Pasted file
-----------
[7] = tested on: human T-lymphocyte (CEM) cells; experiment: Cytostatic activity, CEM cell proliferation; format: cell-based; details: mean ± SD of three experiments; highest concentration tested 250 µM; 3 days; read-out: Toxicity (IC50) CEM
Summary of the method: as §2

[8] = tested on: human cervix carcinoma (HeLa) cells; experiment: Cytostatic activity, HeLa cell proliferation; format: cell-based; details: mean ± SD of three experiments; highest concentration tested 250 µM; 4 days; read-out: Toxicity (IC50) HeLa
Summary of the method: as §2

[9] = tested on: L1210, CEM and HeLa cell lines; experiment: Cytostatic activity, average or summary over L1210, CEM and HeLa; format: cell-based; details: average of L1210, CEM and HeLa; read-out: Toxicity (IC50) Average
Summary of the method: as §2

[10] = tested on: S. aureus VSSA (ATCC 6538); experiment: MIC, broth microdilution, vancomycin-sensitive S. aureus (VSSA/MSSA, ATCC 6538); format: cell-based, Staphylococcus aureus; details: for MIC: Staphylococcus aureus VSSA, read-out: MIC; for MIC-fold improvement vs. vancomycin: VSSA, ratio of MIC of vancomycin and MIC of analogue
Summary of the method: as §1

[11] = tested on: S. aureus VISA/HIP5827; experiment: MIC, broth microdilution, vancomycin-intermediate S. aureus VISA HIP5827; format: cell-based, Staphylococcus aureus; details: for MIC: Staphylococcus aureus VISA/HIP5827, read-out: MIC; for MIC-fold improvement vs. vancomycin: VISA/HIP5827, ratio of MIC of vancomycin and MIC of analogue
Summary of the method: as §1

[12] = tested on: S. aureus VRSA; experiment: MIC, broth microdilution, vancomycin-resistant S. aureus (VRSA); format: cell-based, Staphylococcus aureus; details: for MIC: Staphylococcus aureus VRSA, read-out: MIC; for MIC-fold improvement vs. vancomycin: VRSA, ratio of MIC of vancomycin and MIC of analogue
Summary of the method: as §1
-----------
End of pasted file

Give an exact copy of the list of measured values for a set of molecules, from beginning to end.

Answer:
[7] = tested on: human T-lymphocyte (CEM) cells; experiment: Cytostatic activity, CEM cell proliferation; format: cell-based; details: mean ± SD of three experiments; highest concentration tested 250 µM; 3 days; read-out: Toxicity (IC50) CEM
Summary of the method: as §2

[8] = tested on: human cervix carcinoma (HeLa) cells; experiment: Cytostatic activity, HeLa cell proliferation; format: cell-based; details: mean ± SD of three experiments; highest concentration tested 250 µM; 4 days; read-out: Toxicity (IC50) HeLa
Summary of the method: as §2

[9] = tested on: L1210, CEM and HeLa cell lines; experiment: Cytostatic activity, average or summary over L1210, CEM and HeLa; format: cell-based; details: average of L1210, CEM and HeLa; read-out: Toxicity (IC50) Average
Summary of the method: as §2

[10] = tested on: S. aureus VSSA (ATCC 6538); experiment: MIC, broth microdilution, vancomycin-sensitive S. aureus (VSSA/MSSA, ATCC 6538); format: cell-based, Staphylococcus aureus; details: for MIC: Staphylococcus aureus VSSA, read-out: MIC; for MIC-fold improvement vs. vancomycin: VSSA, ratio of MIC of vancomycin and MIC of analogue
Summary of the method: as §1

[11] = tested on: S. aureus VISA/HIP5827; experiment: MIC, broth microdilution, vancomycin-intermediate S. aureus VISA HIP5827; format: cell-based, Staphylococcus aureus; details: for MIC: Staphylococcus aureus VISA/HIP5827, read-out: MIC; for MIC-fold improvement vs. vancomycin: VISA/HIP5827, ratio of MIC of vancomycin and MIC of analogue
Summary of the method: as §1

[12] = tested on: S. aureus VRSA; experiment: MIC, broth microdilution, vancomycin-resistant S. aureus (VRSA); format: cell-based, Staphylococcus aureus; details: for MIC: Staphylococcus aureus VRSA, read-out: MIC; for MIC-fold improvement vs. vancomycin: VRSA, ratio of MIC of vancomycin and MIC of analogue
Summary of the method: as §1